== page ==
"Kick It," for Nike, a Cannes Gold winner, is the duo's best-known and most widely rewarded commercial. In it, they wanted to show "the passion and romance" of soccer, keenly felt by Palmer, who never misses a home match played by Tottenham Hotspur, his London team. Kaye's direction captures this emotion, as it conveys the poetry of the game as played by British stars and by kids on the street in Ghana.

The director says he "never had any doubts that it was going to be good. When you work with these people you know they'll defend to the hilt what you've agreed to." He adds, "They might be into directing, but they won't bring you in, then want to do it themselves."

The directing aspirations to which Kaye refers have found expression in their co-direction, which they pass off as the work of Bert Sprote, a pseudonym borrowed from the villain of an Audrey Hepburn movie they've long since forgotten. Sprote's work includes the Marston's commercials, some British Telecom work and Telemillion. Of particular note are a series of spots for Marston's Low C low-calorie beer that feature obese people with hideously fat faces (thanks to prosthetic makeup) who curiously defend their choice of Low C beer because, while it's lower in calories, it's not lower in alcohol. One particularly amazing spot features actors parodying Japanese people with the kind of buck-toothed reckless abandon not seen since World War II U.S. propaganda films. The Sprote oeuvre is impressive enough to have frustrated a D&AD official who wanted the mysterious director to join the association, but failed to track down his production company (which is Redwing).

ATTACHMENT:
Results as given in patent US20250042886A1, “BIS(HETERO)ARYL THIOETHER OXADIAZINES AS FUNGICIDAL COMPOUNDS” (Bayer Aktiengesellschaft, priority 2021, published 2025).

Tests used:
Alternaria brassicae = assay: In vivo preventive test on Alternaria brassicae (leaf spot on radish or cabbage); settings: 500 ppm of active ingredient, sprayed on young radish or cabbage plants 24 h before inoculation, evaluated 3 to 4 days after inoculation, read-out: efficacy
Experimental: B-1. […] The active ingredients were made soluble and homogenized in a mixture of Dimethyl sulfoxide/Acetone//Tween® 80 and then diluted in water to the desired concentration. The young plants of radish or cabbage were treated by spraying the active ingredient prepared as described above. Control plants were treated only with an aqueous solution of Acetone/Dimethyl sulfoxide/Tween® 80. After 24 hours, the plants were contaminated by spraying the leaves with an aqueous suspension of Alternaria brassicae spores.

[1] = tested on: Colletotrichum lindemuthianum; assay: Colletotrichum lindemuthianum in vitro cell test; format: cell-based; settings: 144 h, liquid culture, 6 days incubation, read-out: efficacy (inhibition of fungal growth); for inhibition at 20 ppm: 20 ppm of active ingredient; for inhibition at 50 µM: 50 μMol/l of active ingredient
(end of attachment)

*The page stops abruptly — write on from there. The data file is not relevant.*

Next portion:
But directing does not represent the isolated pinnacle of Denton and Palmer's creative ambitions. While they "definitely hope to do more over the next few months," they're also working on a short film project and ideas for television programs. There's also talk of a book that develops their bizarre collaborations with Malcolm Venville, rising star of British advertising photography. In one of these projects, which ran in a recent issue of the British graphic design magazine XYZ, Venville took a series of photos of Denton masquerading as his fictional ancestors from various periods of English history. Within a month of their dismissal the pair claim to "have passed through misery, elation and boredom to a state where we're more enthusiastic and fired up than ever," Palmer says. Sadly, not more affluent, however. Having poured their profits back into the business, they inhabit the same modest apartments as when they started, unsullied by planned refurbishments. Unencumbered by real estate, they feel free to move anywhere and find the States an attractive prospect, if offered the right project. London has been a great training ground for their craft, they say, but they'd clearly relish a chance to exercise it in the U.S.

The diversity of this duo's talents is reflected in their selection of mentors. It includes Mad illustrator Jack Davis, Frank Zappa, various boxing champs and, of course, Churchill. On reflection, Denton's admiration for the old war-horse is not so surprising. Famous for changing direction in midstream and moving from party to party, he nevertheless did everything with passion and conviction. Given Palmer and Denton's tendency to do the same, they seem certain to survive this local skirmish and emerge victorious on a more international level.